Stizz’s ripple effect starts with a large splash in Bean Town.
I like to think that there are some parallels between sports and music. There are underdogs, rookies, champions, and veterans. There are wins, losses, celebration and sometimes even heartbreak. There are “draft classes,” and “greatest of all time” lists, so on and so forth. There is a sense of pride in your hometown team. Even if the players on that team may have originated in other parts of the world, there is a uniting force around that team where people can come together and rally for a common good to cheer on their team. Music, and in this case, rap, has an incredible amount of regionality built in to the fandom and celebration of an artist. They might tour the world and gain fans from everywhere, but to that initial hometown crowd, they’ll always be their artist.
In to the story steps Cousin Stizz, a native of Boston, Fields Corner to be exact, who just recently wrapped up his first nationwide tour, ending in an exclamation point in his hometown to a sold-out crowd of some 2,500 people. With support from Big Leano and Levi Carter, the crew took to the road to tour Stizz’s latest album, One Night Only. For what can be considered his “rookie year” as a tour-headlining artist, with most cities finally getting the chance to be introduced to Stizz, those of us in Boston were already well aware of what Stizz brought to the table as a performer. Those 2,500 tickets sold out in a day and a half, 4 months before he was set to hit stage. For Boston, this was Stizz’s championship run, with the hometown performance acting as the final moments of an ensured Game 7 victory. I was just excited as anyone else and that morning I texted his manager, Tim Larew, a congratulations and good luck, and the first text I got back, fittingly, was “Game Day.”
The House of Blues in Boston is the said to be the largest capacity House of Blues venue in America. Almost every non-arena national touring act touches this venue. Situated across Lansdowne street from Fenway Park, the street was filled with too-drunk minors, people hopping out of ubers, scalpers, the sausage cart with questionable at best grilled meat, the street littered with water bottles with liquids that didn’t look like water. The scene was set like any other sold out show, only this one came with the tangible perspective of Cousin Stizz playing a 200-capacity venue only two short years prior. There was a climatic buzz around the venue, of not just a normal concert on a Friday, but the witnessing of a dream realized for a team that many have been rooting for for years.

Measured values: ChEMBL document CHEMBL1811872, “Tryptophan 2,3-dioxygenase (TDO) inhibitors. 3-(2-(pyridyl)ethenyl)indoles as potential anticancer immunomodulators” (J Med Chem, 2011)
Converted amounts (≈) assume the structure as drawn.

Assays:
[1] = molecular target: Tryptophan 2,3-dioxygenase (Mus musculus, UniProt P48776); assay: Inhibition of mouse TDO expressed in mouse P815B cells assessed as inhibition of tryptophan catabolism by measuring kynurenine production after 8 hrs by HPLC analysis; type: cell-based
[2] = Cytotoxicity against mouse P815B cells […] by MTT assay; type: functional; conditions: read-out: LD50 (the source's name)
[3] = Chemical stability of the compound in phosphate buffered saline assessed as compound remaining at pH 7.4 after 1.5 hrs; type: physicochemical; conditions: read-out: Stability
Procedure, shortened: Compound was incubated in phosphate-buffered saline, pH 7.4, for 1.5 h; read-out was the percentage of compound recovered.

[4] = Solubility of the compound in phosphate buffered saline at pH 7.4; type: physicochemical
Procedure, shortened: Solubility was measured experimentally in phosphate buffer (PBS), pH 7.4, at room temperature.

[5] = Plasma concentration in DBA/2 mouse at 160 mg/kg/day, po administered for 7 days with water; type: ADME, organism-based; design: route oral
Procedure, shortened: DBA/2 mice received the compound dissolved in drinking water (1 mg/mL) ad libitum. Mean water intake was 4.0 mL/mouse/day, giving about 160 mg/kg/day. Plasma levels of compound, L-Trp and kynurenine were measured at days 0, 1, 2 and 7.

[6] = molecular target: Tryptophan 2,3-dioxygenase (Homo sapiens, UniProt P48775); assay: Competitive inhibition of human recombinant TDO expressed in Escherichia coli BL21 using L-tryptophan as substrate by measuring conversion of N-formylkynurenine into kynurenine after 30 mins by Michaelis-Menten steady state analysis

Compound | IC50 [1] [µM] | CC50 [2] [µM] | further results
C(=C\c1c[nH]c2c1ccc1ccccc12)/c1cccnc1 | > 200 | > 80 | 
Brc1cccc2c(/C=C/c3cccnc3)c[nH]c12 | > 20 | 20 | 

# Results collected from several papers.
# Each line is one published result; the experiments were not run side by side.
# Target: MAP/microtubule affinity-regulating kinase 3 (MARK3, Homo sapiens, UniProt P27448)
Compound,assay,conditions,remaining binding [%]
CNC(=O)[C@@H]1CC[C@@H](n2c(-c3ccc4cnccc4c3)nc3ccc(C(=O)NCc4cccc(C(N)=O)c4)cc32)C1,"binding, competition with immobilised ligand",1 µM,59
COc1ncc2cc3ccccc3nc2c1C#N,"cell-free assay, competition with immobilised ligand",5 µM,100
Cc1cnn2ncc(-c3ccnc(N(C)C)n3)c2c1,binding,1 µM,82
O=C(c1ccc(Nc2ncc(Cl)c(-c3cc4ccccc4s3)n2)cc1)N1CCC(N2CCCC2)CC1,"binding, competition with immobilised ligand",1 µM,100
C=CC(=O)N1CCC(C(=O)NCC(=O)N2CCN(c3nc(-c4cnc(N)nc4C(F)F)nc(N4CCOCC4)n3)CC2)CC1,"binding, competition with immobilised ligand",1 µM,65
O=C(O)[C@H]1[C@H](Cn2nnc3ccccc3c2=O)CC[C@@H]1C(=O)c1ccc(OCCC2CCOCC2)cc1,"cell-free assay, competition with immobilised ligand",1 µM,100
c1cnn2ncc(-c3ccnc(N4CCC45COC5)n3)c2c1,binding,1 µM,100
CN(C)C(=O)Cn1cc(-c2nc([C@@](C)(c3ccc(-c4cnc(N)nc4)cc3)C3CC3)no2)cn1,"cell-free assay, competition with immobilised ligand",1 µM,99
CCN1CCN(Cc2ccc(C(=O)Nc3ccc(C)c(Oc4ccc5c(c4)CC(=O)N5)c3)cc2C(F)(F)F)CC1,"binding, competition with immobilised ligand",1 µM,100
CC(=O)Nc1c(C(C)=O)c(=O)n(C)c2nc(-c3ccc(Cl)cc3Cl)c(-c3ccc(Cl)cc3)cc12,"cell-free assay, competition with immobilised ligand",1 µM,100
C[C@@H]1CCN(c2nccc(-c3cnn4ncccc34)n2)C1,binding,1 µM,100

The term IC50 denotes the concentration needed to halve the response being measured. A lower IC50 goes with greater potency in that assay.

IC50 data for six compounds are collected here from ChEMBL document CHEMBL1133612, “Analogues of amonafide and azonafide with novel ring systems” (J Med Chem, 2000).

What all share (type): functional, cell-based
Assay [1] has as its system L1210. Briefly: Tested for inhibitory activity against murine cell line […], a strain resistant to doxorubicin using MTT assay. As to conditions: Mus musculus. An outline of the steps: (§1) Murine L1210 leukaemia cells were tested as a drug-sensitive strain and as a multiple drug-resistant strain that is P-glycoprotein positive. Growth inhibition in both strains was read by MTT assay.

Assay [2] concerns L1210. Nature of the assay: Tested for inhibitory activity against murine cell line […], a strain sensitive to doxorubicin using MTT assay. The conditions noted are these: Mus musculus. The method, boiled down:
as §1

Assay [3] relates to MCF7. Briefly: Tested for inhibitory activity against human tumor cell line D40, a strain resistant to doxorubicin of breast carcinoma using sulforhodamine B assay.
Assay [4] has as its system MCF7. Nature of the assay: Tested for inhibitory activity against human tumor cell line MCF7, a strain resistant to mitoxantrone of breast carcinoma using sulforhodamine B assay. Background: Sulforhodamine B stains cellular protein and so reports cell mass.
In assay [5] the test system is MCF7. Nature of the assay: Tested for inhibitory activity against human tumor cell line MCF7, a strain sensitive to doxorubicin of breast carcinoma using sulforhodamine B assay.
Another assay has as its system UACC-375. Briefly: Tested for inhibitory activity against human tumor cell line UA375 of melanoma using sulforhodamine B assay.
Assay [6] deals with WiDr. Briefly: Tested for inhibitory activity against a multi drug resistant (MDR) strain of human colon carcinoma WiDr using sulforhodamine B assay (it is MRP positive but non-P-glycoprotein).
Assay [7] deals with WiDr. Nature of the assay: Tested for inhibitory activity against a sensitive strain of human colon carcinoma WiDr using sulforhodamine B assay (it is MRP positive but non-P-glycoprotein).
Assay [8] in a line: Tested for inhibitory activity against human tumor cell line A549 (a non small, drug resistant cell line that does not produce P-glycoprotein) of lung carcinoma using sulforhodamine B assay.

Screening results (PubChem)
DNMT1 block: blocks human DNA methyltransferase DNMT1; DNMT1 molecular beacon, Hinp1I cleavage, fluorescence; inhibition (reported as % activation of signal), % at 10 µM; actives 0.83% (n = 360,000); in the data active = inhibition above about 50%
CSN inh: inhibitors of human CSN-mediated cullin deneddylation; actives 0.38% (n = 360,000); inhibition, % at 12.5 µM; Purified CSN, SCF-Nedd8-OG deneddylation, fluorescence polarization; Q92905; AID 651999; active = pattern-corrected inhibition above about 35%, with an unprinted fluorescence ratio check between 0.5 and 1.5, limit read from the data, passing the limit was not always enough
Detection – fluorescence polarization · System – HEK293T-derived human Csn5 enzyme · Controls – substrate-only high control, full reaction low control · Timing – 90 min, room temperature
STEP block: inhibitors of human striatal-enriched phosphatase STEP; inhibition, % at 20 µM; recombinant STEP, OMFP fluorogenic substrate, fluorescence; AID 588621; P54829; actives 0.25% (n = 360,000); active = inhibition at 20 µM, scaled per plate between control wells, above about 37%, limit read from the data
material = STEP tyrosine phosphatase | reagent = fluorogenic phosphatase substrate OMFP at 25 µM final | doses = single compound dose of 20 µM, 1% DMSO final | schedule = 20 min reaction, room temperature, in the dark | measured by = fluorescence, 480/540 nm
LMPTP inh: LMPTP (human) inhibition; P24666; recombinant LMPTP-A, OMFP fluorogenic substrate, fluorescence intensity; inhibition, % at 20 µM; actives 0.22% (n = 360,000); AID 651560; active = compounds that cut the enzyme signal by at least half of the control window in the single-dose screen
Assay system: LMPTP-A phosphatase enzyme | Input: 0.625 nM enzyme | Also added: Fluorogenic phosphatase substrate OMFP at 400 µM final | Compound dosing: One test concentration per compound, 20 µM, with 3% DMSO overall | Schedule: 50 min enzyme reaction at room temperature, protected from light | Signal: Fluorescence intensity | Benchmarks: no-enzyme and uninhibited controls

Cousin Stizz took to the stage to chants of his name, with the beginning moments of his track, Headlock, as his entrance music. Once his voice boomed out of the speakers, the already buzzing venue took to a roar. The security barrier collapsed towards the stage, the wave of people rushing the stage hardly being contained by the fencing. He emerged from the pack of people on the side of the stage and swooped to the center of the crowd, wearing an unreleased Canada Goose jacket in collaboration with Boston retailer Concepts, over a custom orange-on-green Celtics jersey adorned with “Stizz” as the last name over the number 92, hand embroidered paint splatter vintage Levis, made with love from the local brand, Bandulu, and the highly coveted Off-White Air Jordan 1’s. Stizz covered every part of the 100ft stage, focused on the performance at hand, and when time permitted, looking to the sidestage areas packed with his closest friends. Stizz attacked the set list, delivering every line with the showmanship acquired from the lengthy tour. The crowd chanted every song, arms outstretched to catch a dap from the hometown hero. A few times, some pushing and shoving broke out in the pit in between songs, which Stizz diligently mediated to settle the parties down.
Cousin Stizz broke up the set list with personal stories of his own struggles, setbacks, and victories along the journey that put him on that stage, most notably the arrest of some friends at South By South West that eventually stemmed the backbone to the track, No Explanation. The crowd stood, silent and attentive, like taking in a once-in-a-lifetime lecture. He called to the stage some of the most important people to his path, close friends and collaborators like Jefe Replay, who together performed Talk, and Big Leano, who together performed The Store. Perhaps most importantly of all, Stizz called his father to the front, who was met with thunderous applause, and realizing the weight of the cheer, Stizz stepped to the side to give his father the center of the stage, which only resulted in probably the loudest cheer of the night. It was truly a family affair in Boston, ending fittingly with Stizz calling all of his stage-side guests in attendance to accompany him in the spotlight to end the set with the track Doubted Me, which might best sum up the path it took to take him and his team from sweaty basement shows in a college flop house, to one of the largest stages in the city. Ending in an emotional embrace from his father, the crowd embraced Stizz with one last larger than life cheer fit for a champion.
In the grand scheme of things, Cousin Stizz is a rookie, but he’s Boston’s rookie. And to push the metaphor further, Boston got to see Cousin Stizz play his college years and craft his game, and set school records, and bring national recognition to their city. To Boston, Stizz might be already lined up for an eventual statue to commemorate his budding legacy. So while the rest of the world might just be getting introduced to Cousin Stizz, Boston has seen this coming for quite some time.